Business Today

Beyond the piggy bank

Kids may not understand the need for insurance, but financial services firms sure know how to get a share of their mind.

twitter-logoManu Kaushik | Print Edition: December 12, 2010

Delhi-based Naveen Dhingra has two kids, Naman (13) and Nipun (10). In June this year, he got to know about Max New York Life Insurance's I-Genius scholarship programme and discussed this at home. His children showed interest and sat for the test. Both cleared the first round but could not make it to the finals. "The kids could not reach the last round, but the experience has resulted in me and my kids developing a strong affinity for the Max New York Life brand. I have already bought one insurance plan, Shiksha Plus, from them for my younger son and will strongly consider the insurer if I buy another policy for my other son. Till recently, I was saving money in National Savings Certificates and recurring bank deposits. A child insurance plan combines the savings component with protection coverage," says Dhingra.

Fun with numbers

  • Over 119 million parents in the 25-44 age group are looking for financial planning to secure their kids' future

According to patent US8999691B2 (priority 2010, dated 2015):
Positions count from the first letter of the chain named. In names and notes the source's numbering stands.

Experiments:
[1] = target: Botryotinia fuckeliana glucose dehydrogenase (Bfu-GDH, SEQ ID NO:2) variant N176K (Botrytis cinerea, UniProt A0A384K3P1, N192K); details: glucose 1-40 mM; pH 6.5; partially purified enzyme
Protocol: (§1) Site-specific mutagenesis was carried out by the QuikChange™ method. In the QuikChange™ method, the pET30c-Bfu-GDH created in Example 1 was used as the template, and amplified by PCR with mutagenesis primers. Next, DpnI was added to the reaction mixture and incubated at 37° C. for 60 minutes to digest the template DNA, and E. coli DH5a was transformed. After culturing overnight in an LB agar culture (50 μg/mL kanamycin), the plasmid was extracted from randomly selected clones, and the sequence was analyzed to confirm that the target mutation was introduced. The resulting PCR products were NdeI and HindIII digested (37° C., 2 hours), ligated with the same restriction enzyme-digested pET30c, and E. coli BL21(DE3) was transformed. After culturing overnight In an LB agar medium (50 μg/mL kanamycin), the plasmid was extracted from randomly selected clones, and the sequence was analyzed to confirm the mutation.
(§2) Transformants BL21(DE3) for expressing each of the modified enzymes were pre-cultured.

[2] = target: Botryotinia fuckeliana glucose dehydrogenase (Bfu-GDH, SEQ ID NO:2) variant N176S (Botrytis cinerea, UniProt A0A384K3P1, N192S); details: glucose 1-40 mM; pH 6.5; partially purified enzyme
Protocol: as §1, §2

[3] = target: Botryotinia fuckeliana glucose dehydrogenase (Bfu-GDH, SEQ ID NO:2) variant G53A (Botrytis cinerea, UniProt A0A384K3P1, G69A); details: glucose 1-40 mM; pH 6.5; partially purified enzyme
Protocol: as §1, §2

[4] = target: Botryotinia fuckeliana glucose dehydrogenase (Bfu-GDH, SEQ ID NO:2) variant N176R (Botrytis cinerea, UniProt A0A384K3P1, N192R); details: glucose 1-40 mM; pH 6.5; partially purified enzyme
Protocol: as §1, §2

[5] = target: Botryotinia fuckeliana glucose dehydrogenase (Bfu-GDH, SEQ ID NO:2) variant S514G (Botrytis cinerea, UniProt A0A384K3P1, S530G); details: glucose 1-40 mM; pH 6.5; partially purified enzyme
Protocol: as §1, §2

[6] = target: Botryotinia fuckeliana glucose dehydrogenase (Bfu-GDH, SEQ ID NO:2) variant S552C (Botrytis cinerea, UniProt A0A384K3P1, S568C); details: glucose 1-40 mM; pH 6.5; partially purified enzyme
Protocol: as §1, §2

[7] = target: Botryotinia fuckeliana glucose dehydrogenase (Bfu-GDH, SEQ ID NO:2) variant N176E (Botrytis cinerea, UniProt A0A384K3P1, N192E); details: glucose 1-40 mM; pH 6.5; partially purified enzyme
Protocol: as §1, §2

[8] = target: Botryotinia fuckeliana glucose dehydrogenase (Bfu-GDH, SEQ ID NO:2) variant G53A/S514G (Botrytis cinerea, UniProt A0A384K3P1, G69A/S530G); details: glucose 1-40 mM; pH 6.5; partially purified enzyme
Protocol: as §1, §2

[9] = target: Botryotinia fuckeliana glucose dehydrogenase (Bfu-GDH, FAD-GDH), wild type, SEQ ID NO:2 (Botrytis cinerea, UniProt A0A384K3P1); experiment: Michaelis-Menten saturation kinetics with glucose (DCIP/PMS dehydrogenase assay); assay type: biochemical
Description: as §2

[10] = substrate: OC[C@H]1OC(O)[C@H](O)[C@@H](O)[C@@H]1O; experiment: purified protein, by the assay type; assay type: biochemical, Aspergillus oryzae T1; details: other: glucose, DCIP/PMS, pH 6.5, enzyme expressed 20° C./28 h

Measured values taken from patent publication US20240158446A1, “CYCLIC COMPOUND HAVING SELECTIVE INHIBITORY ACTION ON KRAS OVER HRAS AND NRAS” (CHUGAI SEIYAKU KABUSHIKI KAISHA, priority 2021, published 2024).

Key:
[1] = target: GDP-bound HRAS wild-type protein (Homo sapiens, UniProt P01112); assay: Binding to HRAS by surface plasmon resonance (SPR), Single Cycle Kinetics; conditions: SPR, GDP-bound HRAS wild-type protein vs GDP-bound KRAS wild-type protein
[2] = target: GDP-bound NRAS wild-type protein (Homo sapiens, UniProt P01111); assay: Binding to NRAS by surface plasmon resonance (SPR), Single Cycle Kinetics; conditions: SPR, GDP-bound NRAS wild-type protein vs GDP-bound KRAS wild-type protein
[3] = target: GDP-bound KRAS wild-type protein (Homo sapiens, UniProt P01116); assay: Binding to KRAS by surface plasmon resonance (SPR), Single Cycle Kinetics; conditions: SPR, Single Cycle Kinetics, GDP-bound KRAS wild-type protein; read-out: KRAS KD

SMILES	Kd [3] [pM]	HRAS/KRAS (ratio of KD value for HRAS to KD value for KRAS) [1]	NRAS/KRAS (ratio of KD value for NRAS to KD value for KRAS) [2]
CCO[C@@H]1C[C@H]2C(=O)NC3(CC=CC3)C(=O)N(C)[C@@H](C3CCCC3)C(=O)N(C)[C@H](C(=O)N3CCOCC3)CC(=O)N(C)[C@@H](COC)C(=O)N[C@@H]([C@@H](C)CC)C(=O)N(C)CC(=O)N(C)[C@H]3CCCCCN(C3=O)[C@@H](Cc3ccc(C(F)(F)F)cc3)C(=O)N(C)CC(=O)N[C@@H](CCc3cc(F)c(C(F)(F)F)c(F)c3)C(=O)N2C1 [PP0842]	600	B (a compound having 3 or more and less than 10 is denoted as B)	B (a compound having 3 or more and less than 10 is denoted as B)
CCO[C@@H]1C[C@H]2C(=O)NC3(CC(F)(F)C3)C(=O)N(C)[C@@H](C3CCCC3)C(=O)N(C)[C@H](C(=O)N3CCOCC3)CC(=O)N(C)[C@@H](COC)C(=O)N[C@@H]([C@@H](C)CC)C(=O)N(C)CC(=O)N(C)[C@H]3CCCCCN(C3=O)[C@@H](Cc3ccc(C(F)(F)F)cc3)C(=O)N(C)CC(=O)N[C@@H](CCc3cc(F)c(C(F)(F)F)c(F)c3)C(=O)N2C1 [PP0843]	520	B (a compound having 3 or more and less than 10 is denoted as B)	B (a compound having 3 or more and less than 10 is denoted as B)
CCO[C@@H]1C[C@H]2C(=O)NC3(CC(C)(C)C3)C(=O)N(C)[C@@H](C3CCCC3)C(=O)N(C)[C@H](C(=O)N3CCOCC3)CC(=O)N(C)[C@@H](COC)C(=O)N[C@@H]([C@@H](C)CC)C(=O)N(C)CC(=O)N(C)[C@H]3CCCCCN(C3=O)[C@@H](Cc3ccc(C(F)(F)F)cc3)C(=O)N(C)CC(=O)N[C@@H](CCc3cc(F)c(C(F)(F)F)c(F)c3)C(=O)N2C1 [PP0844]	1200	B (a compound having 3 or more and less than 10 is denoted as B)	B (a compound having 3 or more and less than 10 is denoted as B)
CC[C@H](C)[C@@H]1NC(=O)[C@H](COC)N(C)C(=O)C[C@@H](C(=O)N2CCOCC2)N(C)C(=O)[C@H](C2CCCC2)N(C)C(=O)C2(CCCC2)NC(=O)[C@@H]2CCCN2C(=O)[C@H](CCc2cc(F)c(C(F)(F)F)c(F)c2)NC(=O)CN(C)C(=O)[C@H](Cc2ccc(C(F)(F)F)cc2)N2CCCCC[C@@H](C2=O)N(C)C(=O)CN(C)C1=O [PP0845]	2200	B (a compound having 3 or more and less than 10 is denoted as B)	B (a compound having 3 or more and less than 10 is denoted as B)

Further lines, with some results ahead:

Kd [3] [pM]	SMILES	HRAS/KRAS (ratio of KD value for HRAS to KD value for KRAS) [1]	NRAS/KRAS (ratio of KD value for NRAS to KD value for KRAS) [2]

• Over 85 per cent of Indian households have children in the age group of 0-15 years
  • 65 per cent of parents spend more than half of their take-home pay on meeting their child's education expenses
Source: Max New York Life-NCAER India Financial Protection Survey, MarketGate, ASSOCHAM 2008 Survey

Scholarship programmes, photography contests, spelling competitions, comic books and merchandise are some of the innovative activities being introduced by insurance companies to capture mindshare of kids who influence parents to buy insurance products. "Unlike a car or a television, insurance is not an experiential product. That is why we create such platforms to give customers a more tangible experience of the brand," says Anisha Motwani, Chief Marketing Officer of Max New York Life.

Aviva India is another player in the life insurance sector that has moved away from traditional marketing methods to woo kids. "Since it is imperative to sensitise kids from a very early age about the value of money, Aviva partnered with Kidzee, the largest pre-school chain in Asia, to launch illustrative comic books called Money Smart last year," says T.R. Ramachandran, CEO & MD of Aviva India. Aviva has a nationwide tie-up with some 1,500 schools.

Currently, there are 14 life insurance companies offering 39 child insurance plans, broadly classified into conventional endowment plans and unit linked insurance plans, or ULIPs. "Insurance is a technical product and kids do not understand the need for it. Creating a buzz around the brand surely exerts a greater pull on kids and parents," says Motwani. Now, that is a sound policy.

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